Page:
We were able to identify with the Scripture as we saw Israeli oak trees (Gen 13:18), tamarisk trees (Gen 21:33), used shekels (still the currency of Israel, Gen 24:22), needed to wash our feet when getting back to our room each day (Gen 24:32), mounted and dismounted a camel (Gen 24:61, 64), dipped our feet in the Jordan river at the likely spot of Joshua's crossing (on the very day of the scheduled reading of Dt 27:2! God knew!), drove up the long, steep hill towards Jerusalem from the lower country (2 Ki 16:5 "up to Jerusalem"), saw a blind person on the road in the old city (Dt 27:18), heard about people accepting bribes (Dt 27:25), and walked on Jerusalem's city walls/battlements and through its various gates, touched the stones and saw the various foundations (Is 54:11-12).

"Our liberty which we have in Christ Jesus" (Galatians 2:4) - we saw the contrast, the bondage of being stuck in sin and under the law, with no hope, because the Jews don't think the Messiah has come yet, and in the meantime they can't offer sacrifices anymore because there is no temple (the Temple Mount is under Muslim control). We also saw the bondage of man-made traditions and religion that has been added on to what God actually says in the Bible (excessive Sabbath laws like not being allowed to press an elevator button, and excessive food laws like not being allowed to have meat and dairy in the same meal or kitchen, separation of men and women, no enjoyment of sex allowed by ultra-orthodox Jews, only as a duty).

"No Jew nor Greek... male nor female... all one in Christ" (Gal 3:28) - we saw the separation of the 4 quarters in Jerusalem - Jewish, Christian, Muslim and Armenian. We also saw the separation of men's and women's sections at the Wailing Wall and the memorial site of King David's tomb (unfairly disproportionate with much more room and nicer conditions for the men, while the women are crowded in a small space). These could all be one in Christ. There is still a huge division in Jerusalem, so visible. It made it very apparent why this verse is needed.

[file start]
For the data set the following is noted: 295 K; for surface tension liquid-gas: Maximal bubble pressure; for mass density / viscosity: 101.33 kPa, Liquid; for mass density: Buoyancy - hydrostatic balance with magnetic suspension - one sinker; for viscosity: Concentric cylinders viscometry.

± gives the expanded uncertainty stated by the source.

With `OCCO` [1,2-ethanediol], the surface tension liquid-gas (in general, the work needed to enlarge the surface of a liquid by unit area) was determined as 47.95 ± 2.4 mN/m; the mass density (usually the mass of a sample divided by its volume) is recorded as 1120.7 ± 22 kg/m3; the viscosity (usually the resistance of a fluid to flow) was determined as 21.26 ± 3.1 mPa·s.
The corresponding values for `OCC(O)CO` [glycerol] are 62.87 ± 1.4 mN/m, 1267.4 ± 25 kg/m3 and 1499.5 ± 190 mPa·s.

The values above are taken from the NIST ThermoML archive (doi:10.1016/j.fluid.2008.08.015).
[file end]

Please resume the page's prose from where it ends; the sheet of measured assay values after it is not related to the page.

"Justice to the nations" (Isaiah 42:1) - this is so needed in the Middle East - so much evil has been done, and the divisions are so deep and long-lasting. Jews, Christians, and Muslims who all feel oppressed and have suffered so much...

"The coastlands" (Is 42:4) - we drove all up the coast of Israel along the Mediterranean, so this is now a beautiful picture in my mind.

"...nor My praise to graven images..." (Is 42:8) - we saw people kneeling down and kissing objects and lighting sacred candles to immediately extinguish them and bring them home to relatives in other countries, and basically worshipping buildings, spots on the ground, or icons (these were all in orthodox Christian churches)... Churches are full of images and pictures of people, but synagogues don't have any. Simpler seems better...

"the well-watered valley of the Jordan" (Gen 13:10) - yes, indeed - brown and tan dry desert ground all around, but contrasting lush greenery along the Jordan River, very clear.

"the present Jerusalem, for she is in slavery with her children. But the Jerusalem above is free" (Gal 4:25-26) - Jerusalem did seem in slavery a bit, to the conflict between nations/ cultures/ religions/ languages/ traditions, the divisions and hatred and enmity (even between different "Christian" factions), the uneasy peace specifically for the sake of tourist money flowing in. I do so look forward to the Jerusalem above, which will be united in Christ and free of hatred.